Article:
There is little doubt that the post-pandemic commercial real estate market will look different than it did before COVID. Exactly how different it will be is difficult to say. However, there are many early indicators of change that provide some insights.

Landlord vs. Tenant perspective

While 71% percent of commercial occupiers say the shift to remote work has fundamentally changed their long-term approach to space usage, 69% of landlords see no lasting impact from COVID-19.

According to a survey of 200 tenants and 50 landlords from MRI Software and CoreNet Global.

The quote above is from a post in my LinkedIn news feed: “Office Tenants Expect Post-Pandemic Space Changes. Landlords? Not So Much”. So roughly 70% of tenants expect change while 70% of landlords expect no change. The article title reminds me of a line from the Dire Straits song Industrial Disease where one must be wrong (Tenant or Landlord). In most industries, the customer is right.


Here are five signs that I have observed both locally and from various news sources which indicate a significant change in the real estate industry is underway.

Remote work – Within a few weeks of the start of the pandemic, everyone who could work from home was working from home. The rapid adoption of remote work due to COVID will likely produce a significant long-term structural change in the office space and retail sector. There is little doubt that the post-pandemic office and retail sector will look different.

Sub-lease market activity – Sub-lease activity is a sign that tenants are re-evaluating their office space requirements. However, I believe the sub-lease activity is an early indicator of long-term change. Tenants will value flexibility now more than ever, and this will impact the length of the term of leases.

Term of lease – COVID has fundamentally changed the tenant’s long-term plans for office and retail space. As a result, I expect landlords are going to need to adjust their expectations to accommodate demand. The net result will be a shorter, more flexible lease term. Therefore, changes to the term of the lease will have a significant impact on landlords.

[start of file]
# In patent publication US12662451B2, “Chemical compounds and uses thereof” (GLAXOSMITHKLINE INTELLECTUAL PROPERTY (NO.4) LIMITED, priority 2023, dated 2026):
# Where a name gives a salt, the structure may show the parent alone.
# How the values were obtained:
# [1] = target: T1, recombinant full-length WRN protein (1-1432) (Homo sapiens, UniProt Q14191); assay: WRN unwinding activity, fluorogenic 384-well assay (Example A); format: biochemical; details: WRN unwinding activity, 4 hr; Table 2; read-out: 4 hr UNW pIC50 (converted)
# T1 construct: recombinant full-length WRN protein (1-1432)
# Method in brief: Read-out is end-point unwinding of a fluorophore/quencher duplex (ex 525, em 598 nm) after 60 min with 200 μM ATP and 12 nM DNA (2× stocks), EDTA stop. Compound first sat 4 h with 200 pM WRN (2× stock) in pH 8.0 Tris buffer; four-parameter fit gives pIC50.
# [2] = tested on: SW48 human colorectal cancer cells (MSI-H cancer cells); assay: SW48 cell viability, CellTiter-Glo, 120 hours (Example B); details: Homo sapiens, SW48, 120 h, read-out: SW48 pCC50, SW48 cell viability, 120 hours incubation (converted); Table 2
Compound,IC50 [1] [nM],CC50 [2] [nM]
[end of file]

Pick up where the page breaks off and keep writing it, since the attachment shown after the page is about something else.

Digital by default – Ottawa tech superstar Shopify adopted a digital by default policy and gave up 170,000 square feet of office space at Elgin Street HQ. Many other companies are adopting similar policies. The result of digital-first policies is the reduction of the amount of space.

Flexibility – My personal experience running a coworking and flexible workspace for ten years is that tenants don’t want to lease an office. What tenants want is a place to grow their business. As a result, tenants will demand higher levels of service and more flexibility from landlords. Commercial real estate companies are going to need to become service companies. (Coworking space operator TCC Canada breathes new life into Shopify’s iconic Elgin Street HQ). I expect there will be increased demand for Coworking and flexible space post-pandemic.


The relationship between landlord and tenant will shift from low service long-term lease to a high-service short-term license. The industry standard of five and ten years lease terms will reset to more flexible arrangements of one to three-year terms. The migration from lease to license (Space as a Service) is a significant change to the real estate business model. In my opinion, the most critical effect will be on how properties are valued. Changing property valuations is the unstoppable freight train of change for the commercial real estate industry.

The pandemic may be a slow-moving black swan event for commercial real estate. However, the transition may usher in the dawn of a golden age for Space as a Service. There is no doubt that the post-pandemic commercial real estate market will look different from before COVID.